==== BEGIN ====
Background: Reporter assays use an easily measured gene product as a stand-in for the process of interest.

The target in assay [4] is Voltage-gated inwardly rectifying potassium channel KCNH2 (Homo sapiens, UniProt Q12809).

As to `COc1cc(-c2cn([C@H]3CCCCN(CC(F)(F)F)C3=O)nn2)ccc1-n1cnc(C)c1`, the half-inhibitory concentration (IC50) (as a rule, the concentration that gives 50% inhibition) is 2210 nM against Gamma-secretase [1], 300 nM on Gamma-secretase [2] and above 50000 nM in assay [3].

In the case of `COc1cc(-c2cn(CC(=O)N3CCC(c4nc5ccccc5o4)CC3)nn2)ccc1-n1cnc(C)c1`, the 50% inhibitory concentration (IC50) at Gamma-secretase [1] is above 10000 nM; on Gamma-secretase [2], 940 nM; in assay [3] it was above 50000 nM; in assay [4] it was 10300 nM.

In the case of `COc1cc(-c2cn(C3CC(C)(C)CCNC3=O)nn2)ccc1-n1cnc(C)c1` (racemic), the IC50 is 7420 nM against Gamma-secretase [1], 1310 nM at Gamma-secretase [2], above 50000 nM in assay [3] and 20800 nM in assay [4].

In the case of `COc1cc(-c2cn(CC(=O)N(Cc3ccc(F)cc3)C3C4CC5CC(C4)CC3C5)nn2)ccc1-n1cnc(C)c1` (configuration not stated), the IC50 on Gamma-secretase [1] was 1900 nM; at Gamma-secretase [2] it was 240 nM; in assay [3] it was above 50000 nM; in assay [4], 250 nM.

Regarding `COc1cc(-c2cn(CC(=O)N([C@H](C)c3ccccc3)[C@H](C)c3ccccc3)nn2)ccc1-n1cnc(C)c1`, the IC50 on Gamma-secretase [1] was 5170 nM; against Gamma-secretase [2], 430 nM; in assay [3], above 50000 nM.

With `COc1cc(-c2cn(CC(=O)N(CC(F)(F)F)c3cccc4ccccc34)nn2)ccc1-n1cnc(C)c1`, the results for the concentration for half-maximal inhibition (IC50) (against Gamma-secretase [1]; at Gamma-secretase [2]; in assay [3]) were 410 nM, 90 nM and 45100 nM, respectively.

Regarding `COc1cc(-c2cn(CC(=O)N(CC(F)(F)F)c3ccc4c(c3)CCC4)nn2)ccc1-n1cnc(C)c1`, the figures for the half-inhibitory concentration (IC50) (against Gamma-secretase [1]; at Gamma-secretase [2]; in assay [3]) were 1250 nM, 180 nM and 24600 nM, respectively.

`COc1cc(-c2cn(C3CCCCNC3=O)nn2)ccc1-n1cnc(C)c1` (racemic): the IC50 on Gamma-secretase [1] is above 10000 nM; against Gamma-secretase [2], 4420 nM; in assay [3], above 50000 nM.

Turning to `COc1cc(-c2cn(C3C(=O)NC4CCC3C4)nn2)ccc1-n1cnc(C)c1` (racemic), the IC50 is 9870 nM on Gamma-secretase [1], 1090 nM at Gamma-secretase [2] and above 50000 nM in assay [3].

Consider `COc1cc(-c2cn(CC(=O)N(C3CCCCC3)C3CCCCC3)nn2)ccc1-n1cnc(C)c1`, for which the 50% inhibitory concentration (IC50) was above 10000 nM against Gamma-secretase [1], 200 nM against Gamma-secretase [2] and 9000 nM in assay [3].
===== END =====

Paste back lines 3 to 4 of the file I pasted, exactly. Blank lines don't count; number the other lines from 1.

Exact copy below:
As to `COc1cc(-c2cn([C@H]3CCCCN(CC(F)(F)F)C3=O)nn2)ccc1-n1cnc(C)c1`, the half-inhibitory concentration (IC50) (as a rule, the concentration that gives 50% inhibition) is 2210 nM against Gamma-secretase [1], 300 nM on Gamma-secretase [2] and above 50000 nM in assay [3].

In the case of `COc1cc(-c2cn(CC(=O)N3CCC(c4nc5ccccc5o4)CC3)nn2)ccc1-n1cnc(C)c1`, the 50% inhibitory concentration (IC50) at Gamma-secretase [1] is above 10000 nM; on Gamma-secretase [2], 940 nM; in assay [3] it was above 50000 nM; in assay [4] it was 10300 nM.